Category Archives: Motherhood/body image

Your ingenious marketing ploy makes me feel fat…

After having children clothes don’t fit my body the way they used to. I recognize part of this is due to the extra pounds I carry around as a result of a sedentary job and a love of all things bread. However, part of it is due to the fact that certain muscles stretched out beyond their normal capacity and may never return to their previously gorgeous ultra flat condition.

In other words, I have a pooch.

Jean shopping since the advent of the ultra-low-rise-guaranteed-to-give-you-plumber-butt-or-a-horrid-muffintop-no-matter-how-much-you-starve-yourself jean has been fairly impossible. None of the low rise jeans fit me in any flattering way and all of the “traditional fit” jeans are made of flimsy denim, cost 10 bucks and make me feel categorically uncool.

I have been touring the jean rack at Ross for months now. My only awesome pair of ultra luxurious designer french jeans came from Ross and I have stalked their jean aisle religiously ever since in the hope of finding another pair like them. (Especially now that I have worn that one luxurious pair for years now and must retire it due to huge rips, tears, and thin spots.)

While touring the jean aisle this time my fingers happened upon a thick and luxurious denim in my size. Soft deep blue fabric rested heavily in my arms as I carried them to the fitting room. The jeans fit beautifully. My ass looked great, I didn’t have a muffin top, and I could move around in all positions without feeling any restriction. Perfect! I removed the jeans feeling damn sexy and pleased to once again own a pair of jeans that made me feel really good wearing them.

Then I saw the tag. I am sure the marketing geniuses who came up with the brand name and web address thought they were appealing to my sense of outrage at the ridiculous rail thin models shoved in front of my face at every fashion turn. I am positive they were trying to create a sense of female solidarity and tell me they were taking the time to make jeans that really fit real women really well. What they did was drain the pleasure from my shopping experience.

“Not My Daughter’s Jeans” may as well read “Mom Pants” or “Uncool and dated jeans” or “Too busy parenting to bother with looking good denim”. Seriously. I don’t want to be buying jeans marketed to mothers even though I recognize I need jeans designed for women who have had babies. I want to wear jeans marketed to Catherine Zeta Jones or Angelina Jolie or to women who are traveling to exotic places and dancing in fancy nightclubs. I want to buy jeans that tell me I am still hot and desirable even if my kids will ultimately use them as a kleenex.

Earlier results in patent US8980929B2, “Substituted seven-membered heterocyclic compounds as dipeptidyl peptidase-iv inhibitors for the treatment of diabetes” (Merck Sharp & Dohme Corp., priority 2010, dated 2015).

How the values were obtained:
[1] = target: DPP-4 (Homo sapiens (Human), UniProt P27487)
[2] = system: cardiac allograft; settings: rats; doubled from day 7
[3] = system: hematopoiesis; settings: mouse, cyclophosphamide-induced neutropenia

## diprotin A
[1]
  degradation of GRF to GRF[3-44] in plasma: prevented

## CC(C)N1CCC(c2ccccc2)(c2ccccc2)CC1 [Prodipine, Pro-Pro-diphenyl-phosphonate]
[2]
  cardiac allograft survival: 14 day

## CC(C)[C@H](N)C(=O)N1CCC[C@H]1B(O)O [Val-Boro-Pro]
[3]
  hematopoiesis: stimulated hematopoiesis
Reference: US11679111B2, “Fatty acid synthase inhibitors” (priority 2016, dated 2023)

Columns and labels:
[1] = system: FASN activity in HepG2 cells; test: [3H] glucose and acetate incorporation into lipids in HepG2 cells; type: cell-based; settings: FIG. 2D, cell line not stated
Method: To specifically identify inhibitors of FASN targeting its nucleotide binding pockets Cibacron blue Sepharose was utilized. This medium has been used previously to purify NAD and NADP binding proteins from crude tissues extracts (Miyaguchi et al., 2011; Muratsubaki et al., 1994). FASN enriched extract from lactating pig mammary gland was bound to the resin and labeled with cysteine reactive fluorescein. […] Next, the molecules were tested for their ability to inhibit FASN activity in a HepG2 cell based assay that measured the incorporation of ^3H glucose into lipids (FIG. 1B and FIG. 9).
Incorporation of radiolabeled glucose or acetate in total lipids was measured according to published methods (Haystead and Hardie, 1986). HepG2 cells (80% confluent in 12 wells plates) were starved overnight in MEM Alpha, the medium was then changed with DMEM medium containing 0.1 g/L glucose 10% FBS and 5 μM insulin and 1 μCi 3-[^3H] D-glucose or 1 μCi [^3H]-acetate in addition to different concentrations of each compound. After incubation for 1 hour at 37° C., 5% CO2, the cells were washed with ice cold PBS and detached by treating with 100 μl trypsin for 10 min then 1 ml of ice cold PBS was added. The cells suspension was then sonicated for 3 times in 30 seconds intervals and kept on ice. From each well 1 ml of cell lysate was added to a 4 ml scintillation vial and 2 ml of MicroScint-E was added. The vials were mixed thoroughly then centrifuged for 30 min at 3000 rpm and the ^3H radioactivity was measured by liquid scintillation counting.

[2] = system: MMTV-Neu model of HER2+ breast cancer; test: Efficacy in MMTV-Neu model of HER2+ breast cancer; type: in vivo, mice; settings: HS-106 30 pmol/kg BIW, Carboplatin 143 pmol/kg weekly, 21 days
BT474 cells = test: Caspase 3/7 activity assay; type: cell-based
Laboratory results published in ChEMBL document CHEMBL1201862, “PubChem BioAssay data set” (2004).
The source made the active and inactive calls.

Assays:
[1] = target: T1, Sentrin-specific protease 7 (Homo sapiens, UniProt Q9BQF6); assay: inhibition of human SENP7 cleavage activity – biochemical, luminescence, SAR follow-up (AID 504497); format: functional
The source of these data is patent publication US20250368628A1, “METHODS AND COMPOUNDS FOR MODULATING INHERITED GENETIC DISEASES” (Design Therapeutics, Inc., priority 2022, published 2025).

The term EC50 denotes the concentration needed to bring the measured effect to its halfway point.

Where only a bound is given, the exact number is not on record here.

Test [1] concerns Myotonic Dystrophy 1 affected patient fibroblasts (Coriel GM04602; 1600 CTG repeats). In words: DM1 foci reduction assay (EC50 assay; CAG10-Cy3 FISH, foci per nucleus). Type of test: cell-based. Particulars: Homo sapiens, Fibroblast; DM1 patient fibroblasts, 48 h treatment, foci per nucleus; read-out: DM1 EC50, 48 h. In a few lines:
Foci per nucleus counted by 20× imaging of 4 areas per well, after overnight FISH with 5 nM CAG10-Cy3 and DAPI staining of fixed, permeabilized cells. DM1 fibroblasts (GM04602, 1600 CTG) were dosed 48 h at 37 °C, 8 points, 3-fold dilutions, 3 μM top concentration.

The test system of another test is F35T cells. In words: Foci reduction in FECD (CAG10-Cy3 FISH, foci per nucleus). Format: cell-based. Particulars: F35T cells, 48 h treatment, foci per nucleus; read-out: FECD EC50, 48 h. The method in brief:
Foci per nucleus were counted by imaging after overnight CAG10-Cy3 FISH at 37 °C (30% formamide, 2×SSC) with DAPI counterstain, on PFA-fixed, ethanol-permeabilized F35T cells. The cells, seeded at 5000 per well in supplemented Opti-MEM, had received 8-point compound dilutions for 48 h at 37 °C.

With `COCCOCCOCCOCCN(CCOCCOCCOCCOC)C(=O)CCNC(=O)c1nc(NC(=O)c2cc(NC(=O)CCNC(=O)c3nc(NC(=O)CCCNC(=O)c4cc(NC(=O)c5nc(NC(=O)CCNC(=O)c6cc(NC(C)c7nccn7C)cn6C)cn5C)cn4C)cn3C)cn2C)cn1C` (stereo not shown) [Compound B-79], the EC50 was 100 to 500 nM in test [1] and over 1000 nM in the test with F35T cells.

My previous sense of self satisfaction gone I reminded myself that they looked damn good on me and the tag, NMDJ, was both discreet and located on the inside of my waistband.

Then I found the tag with their web address on it.

Fuck you NMDJ’s. Fuck you.

The third person

I believe I have hit upon the reason mom’s refer to themselves in the third person. For example:
“Mommy is busy right now honey, please wait until I am done.”
“No honey, Mommy can’t turn the t.v. up right now, Mommy is in the shower.”
“Mommy is still in the shower honey, I can’t get to the remote right now! Please wait until I am out of the shower!!”

It is in part do to the interaction with the infant, but I think it is really because mommies have three personalities, therefore Mommy is personality number three, the third person.

My first person is a young woman who loves to go dancing, stay up until dawn, smoke cigarettes and toss back one too many tequila shots. Sadly, she was put into a coma about 6 years and 9 months ago, so the chances of anyone seeing her again are slim. However, she occasionally invades my consciousness with a sweet memory and the smell of freedom, often when I am driving in the rain and turn the music up a little louder than I should.

My second person is a serious lawyer ready and able to save the world. She is dedicated, tireless, and armed with the tools needed to wreak havoc on opposing council. She wears sexy yet serious business suits and sensible heels. She is witty at cocktail parties and political functions, and still amazes her husband with her intellectual prowess and social capabilities.